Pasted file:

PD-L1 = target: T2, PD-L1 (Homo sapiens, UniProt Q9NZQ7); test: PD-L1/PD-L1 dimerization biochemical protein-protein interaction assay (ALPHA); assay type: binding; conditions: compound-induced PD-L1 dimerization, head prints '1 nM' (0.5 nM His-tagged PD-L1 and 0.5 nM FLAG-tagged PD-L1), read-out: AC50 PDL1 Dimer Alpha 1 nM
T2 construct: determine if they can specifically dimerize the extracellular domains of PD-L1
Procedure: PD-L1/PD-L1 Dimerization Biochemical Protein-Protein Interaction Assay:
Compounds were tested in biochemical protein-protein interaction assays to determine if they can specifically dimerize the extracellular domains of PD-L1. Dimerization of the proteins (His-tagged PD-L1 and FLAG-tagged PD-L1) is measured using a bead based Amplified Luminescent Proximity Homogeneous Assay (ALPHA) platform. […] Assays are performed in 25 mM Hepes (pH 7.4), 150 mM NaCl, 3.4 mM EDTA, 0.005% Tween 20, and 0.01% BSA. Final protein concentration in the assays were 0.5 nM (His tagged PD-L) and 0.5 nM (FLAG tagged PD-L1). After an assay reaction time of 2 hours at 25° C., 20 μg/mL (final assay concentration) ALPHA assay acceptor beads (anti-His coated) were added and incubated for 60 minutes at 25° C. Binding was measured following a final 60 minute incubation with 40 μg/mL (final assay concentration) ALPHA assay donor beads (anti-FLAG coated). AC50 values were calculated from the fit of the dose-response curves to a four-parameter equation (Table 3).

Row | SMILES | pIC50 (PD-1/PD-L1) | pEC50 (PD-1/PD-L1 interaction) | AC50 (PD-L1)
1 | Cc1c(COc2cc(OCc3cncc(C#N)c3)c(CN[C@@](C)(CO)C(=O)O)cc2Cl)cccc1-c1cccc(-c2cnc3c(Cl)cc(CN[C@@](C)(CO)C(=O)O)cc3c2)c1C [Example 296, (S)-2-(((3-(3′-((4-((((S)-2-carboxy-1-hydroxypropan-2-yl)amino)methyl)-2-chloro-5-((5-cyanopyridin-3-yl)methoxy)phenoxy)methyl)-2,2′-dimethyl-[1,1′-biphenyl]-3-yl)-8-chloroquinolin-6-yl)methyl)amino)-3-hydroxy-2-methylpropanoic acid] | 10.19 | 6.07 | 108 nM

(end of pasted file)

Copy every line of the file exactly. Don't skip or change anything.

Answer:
PD-L1 = target: T2, PD-L1 (Homo sapiens, UniProt Q9NZQ7); test: PD-L1/PD-L1 dimerization biochemical protein-protein interaction assay (ALPHA); assay type: binding; conditions: compound-induced PD-L1 dimerization, head prints '1 nM' (0.5 nM His-tagged PD-L1 and 0.5 nM FLAG-tagged PD-L1), read-out: AC50 PDL1 Dimer Alpha 1 nM
T2 construct: determine if they can specifically dimerize the extracellular domains of PD-L1
Procedure: PD-L1/PD-L1 Dimerization Biochemical Protein-Protein Interaction Assay:
Compounds were tested in biochemical protein-protein interaction assays to determine if they can specifically dimerize the extracellular domains of PD-L1. Dimerization of the proteins (His-tagged PD-L1 and FLAG-tagged PD-L1) is measured using a bead based Amplified Luminescent Proximity Homogeneous Assay (ALPHA) platform. […] Assays are performed in 25 mM Hepes (pH 7.4), 150 mM NaCl, 3.4 mM EDTA, 0.005% Tween 20, and 0.01% BSA. Final protein concentration in the assays were 0.5 nM (His tagged PD-L) and 0.5 nM (FLAG tagged PD-L1). After an assay reaction time of 2 hours at 25° C., 20 μg/mL (final assay concentration) ALPHA assay acceptor beads (anti-His coated) were added and incubated for 60 minutes at 25° C. Binding was measured following a final 60 minute incubation with 40 μg/mL (final assay concentration) ALPHA assay donor beads (anti-FLAG coated). AC50 values were calculated from the fit of the dose-response curves to a four-parameter equation (Table 3).

Row | SMILES | pIC50 (PD-1/PD-L1) | pEC50 (PD-1/PD-L1 interaction) | AC50 (PD-L1)
1 | Cc1c(COc2cc(OCc3cncc(C#N)c3)c(CN[C@@](C)(CO)C(=O)O)cc2Cl)cccc1-c1cccc(-c2cnc3c(Cl)cc(CN[C@@](C)(CO)C(=O)O)cc3c2)c1C [Example 296, (S)-2-(((3-(3′-((4-((((S)-2-carboxy-1-hydroxypropan-2-yl)amino)methyl)-2-chloro-5-((5-cyanopyridin-3-yl)methoxy)phenoxy)methyl)-2,2′-dimethyl-[1,1′-biphenyl]-3-yl)-8-chloroquinolin-6-yl)methyl)amino)-3-hydroxy-2-methylpropanoic acid] | 10.19 | 6.07 | 108 nM